10 Historically Inaccurate Beliefs You Probably Didn’t Know

10 Historically Inaccurate Beliefs You Probably Didn’t Know

In today’s age of information, it is easy to assume that we have a clear understanding of historical events and figures. However, history is often distorted, misinterpreted, or even completely fabricated. Here are 10 historically inaccurate beliefs that you probably didn’t know about:

The Earth is Flat

One of the most prevalent historically inaccurate beliefs is the idea that the Earth is flat. While this belief has been debunked countless times by science and exploration, there are still individuals who adhere to this outdated and inaccurate notion.

Vikings Wore Horned Helmets

Another common misconception is that Viking warriors wore horned helmets into battle. In reality, archaeological evidence suggests that Vikings did not wear such impractical headgear. The popular image of horned Viking helmets is actually a myth perpetuated by artists and writers.

Napoleon Bonaparte was Short

Contrary to popular belief, Napoleon Bonaparte was not actually short. At 5 feet 7 inches, he was of average height for his time. The misconception that Napoleon was short may have originated from propaganda spread by his enemies to diminish his stature.

The Great Wall of China is Visible from Space

One of the most enduring misconceptions is that the Great Wall of China is visible from space. While the Great Wall is an impressive feat of engineering, it is not actually visible to the naked eye from space. This myth has been perpetuated for decades, despite being debunked by astronauts and experts.

Cleopatra was Egyptian

Although Cleopatra is often associated with ancient Egypt, she was actually of Greek descent. Cleopatra was a member of the Ptolemaic dynasty, which was of Macedonian Greek origin. Her lineage can be traced back to one of Alexander the Great’s generals.

George Washington had Wooden Teeth

The myth that George Washington had wooden teeth is widely believed, but it is not entirely accurate. While Washington did experience dental issues throughout his life and wore dentures made of various materials, including ivory and human teeth, he did not have wooden teeth.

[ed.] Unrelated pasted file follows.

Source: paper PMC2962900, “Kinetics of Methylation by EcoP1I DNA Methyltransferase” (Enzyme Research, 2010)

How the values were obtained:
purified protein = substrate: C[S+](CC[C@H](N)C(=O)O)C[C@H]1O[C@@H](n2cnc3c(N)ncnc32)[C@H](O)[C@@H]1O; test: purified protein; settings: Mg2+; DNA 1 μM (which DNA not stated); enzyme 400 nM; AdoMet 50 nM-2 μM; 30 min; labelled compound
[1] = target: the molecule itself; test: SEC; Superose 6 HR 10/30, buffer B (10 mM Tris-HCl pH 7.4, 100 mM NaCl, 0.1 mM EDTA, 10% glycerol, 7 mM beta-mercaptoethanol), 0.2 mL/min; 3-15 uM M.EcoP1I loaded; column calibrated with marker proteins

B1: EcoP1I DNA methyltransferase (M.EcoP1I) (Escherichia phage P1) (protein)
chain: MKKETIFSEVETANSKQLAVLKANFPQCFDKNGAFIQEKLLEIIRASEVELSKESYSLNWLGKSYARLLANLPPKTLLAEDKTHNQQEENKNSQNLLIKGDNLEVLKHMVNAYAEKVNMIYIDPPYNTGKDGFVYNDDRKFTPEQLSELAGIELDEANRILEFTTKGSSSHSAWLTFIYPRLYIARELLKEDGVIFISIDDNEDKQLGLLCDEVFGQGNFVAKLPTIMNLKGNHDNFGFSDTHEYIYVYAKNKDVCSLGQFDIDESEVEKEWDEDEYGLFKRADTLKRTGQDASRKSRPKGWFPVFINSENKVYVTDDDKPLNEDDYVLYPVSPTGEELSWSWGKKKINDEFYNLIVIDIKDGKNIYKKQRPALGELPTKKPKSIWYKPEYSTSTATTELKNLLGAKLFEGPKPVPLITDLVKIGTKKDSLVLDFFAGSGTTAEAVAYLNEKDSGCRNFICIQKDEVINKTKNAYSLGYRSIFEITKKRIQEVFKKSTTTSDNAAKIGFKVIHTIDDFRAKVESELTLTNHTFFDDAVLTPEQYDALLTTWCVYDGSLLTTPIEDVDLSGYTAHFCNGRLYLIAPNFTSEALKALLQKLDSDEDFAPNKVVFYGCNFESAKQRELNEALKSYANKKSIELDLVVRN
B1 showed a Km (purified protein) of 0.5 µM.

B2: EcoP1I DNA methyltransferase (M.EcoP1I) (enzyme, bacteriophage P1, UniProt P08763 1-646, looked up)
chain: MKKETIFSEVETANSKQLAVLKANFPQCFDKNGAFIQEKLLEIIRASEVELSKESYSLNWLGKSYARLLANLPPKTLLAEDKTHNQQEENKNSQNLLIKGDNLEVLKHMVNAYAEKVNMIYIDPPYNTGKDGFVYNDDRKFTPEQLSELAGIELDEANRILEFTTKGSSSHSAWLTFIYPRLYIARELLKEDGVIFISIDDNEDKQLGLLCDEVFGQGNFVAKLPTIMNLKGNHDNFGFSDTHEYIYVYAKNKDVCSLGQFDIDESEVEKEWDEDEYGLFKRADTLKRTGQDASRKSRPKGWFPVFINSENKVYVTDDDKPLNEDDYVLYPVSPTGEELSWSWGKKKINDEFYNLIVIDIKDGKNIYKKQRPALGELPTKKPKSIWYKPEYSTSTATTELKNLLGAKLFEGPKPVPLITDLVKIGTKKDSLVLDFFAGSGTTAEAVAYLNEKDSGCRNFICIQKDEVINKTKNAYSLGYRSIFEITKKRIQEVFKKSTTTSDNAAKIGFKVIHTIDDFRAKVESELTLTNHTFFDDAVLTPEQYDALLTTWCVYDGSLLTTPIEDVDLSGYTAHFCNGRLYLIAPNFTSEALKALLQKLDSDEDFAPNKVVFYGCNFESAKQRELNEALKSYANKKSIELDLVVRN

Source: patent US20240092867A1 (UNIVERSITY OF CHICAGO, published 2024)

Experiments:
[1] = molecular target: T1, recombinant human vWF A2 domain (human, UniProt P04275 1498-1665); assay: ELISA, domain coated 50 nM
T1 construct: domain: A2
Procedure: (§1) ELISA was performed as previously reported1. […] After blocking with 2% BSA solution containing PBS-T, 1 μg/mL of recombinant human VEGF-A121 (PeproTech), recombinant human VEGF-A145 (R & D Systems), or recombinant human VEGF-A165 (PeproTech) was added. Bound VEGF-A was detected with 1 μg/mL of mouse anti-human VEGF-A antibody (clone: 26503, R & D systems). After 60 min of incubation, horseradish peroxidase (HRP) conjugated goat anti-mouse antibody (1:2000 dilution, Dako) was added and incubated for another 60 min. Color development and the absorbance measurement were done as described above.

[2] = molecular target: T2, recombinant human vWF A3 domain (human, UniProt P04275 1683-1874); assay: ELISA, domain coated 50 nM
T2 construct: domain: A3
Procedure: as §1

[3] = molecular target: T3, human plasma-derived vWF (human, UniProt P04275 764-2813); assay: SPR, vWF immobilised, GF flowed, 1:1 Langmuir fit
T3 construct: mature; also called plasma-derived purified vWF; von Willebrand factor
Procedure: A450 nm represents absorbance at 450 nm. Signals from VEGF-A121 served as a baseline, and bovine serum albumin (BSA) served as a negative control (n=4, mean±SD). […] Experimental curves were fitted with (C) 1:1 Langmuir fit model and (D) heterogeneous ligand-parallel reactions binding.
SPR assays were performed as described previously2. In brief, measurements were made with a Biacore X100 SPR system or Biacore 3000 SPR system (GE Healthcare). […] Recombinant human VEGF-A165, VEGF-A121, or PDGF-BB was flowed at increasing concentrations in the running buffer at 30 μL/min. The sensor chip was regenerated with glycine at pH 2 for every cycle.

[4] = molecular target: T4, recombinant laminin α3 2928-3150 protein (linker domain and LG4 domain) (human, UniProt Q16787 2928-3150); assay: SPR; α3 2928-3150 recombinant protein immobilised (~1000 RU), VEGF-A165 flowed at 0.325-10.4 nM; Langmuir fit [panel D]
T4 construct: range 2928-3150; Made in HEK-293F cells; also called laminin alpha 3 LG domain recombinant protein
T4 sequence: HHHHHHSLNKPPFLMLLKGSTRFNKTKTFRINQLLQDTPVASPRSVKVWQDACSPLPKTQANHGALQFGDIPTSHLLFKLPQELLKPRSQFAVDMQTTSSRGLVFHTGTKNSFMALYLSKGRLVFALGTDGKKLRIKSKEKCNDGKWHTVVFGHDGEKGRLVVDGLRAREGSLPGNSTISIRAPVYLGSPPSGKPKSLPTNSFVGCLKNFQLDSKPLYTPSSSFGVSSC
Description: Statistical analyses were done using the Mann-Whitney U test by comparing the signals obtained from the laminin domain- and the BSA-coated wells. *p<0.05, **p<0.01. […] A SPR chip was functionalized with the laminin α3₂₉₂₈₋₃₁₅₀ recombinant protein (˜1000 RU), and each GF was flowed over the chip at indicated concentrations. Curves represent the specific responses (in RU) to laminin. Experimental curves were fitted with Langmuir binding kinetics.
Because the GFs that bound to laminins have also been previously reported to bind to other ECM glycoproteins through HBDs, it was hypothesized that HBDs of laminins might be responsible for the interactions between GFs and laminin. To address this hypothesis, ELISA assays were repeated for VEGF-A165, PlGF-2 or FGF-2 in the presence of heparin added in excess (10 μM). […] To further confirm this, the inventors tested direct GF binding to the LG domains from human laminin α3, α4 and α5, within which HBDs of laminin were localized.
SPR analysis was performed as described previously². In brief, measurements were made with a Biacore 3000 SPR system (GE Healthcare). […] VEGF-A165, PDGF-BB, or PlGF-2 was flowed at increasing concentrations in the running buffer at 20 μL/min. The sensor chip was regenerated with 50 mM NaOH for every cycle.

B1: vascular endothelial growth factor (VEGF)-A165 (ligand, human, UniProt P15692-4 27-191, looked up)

The Salem Witch Trials Executed Witches

During the Salem Witch Trials in the late 17th century, the accused individuals were not actually witches. The trials were the result of mass hysteria and paranoia, which led to the wrongful persecution of innocent people. The victims of the Salem Witch Trials were wrongly accused and executed for alleged witchcraft.

The Dark Ages were a Time of Intellectual Darkness

The term "Dark Ages" is often used to describe the period following the fall of the Roman Empire in Western Europe. However, this label is a misnomer, as the Dark Ages were not devoid of intellectual and cultural advancements. During this time, significant developments in art, architecture, and philosophy occurred.

Marie Antoinette said "Let them Eat Cake"

The famous quote attributed to Marie Antoinette, "Let them eat cake," is widely believed to be a reflection of her indifference to the plight of the poor. However, there is no historical evidence to support the claim that she actually made this statement. The quote is likely a fabrication or a misattribution.

Christopher Columbus Discovered America

While Christopher Columbus is often credited with discovering America, this claim is historically inaccurate. Columbus arrived in the Americas in 1492, but the land had already been inhabited by indigenous peoples for thousands of years. The notion of Columbus "discovering" America disregards the rich history and cultures of the native populations.


Q: Why do historically inaccurate beliefs persist?

A: Historically inaccurate beliefs can persist due to a variety of factors, including misinformation, bias, and cultural myths. In some cases, these beliefs may be perpetuated intentionally to serve certain agendas or narratives.

Q: How can we combat historically inaccurate beliefs?

A: To combat historically inaccurate beliefs, it is essential to rely on credible sources, fact-check information, and stay open to new perspectives. Education, critical thinking, and historical research are crucial in dispelling myths and misconceptions.

Q: Why is it important to correct historical inaccuracies?

A: Correcting historical inaccuracies is important for preserving the integrity of historical events and figures. By dispelling myths and misconceptions, we can gain a more accurate understanding of the past and avoid perpetuating false narratives.

Q: What impact do historically inaccurate beliefs have on society?

A: Historically inaccurate beliefs can have a detrimental impact on society by distorting our understanding of the past, perpetuating stereotypes, and shaping false narratives. By addressing and correcting these beliefs, we can promote a more informed and inclusive society.

Q: How can we prevent the spread of historically inaccurate beliefs?

A: To prevent the spread of historically inaccurate beliefs, it is crucial to promote critical thinking, fact-checking, and education. By encouraging a culture of skepticism and inquiry, we can combat the proliferation of misinformation and myths.


In conclusion, historical inaccuracies are pervasive in our collective understanding of the past. By challenging these misconceptions, we can gain a more nuanced and accurate view of history. It is essential to question commonly held beliefs, seek out reliable sources, and engage in critical thinking to uncover the truth behind historical events and figures. By dispelling myths and misconceptions, we can move towards a more informed and accurate interpretation of the past.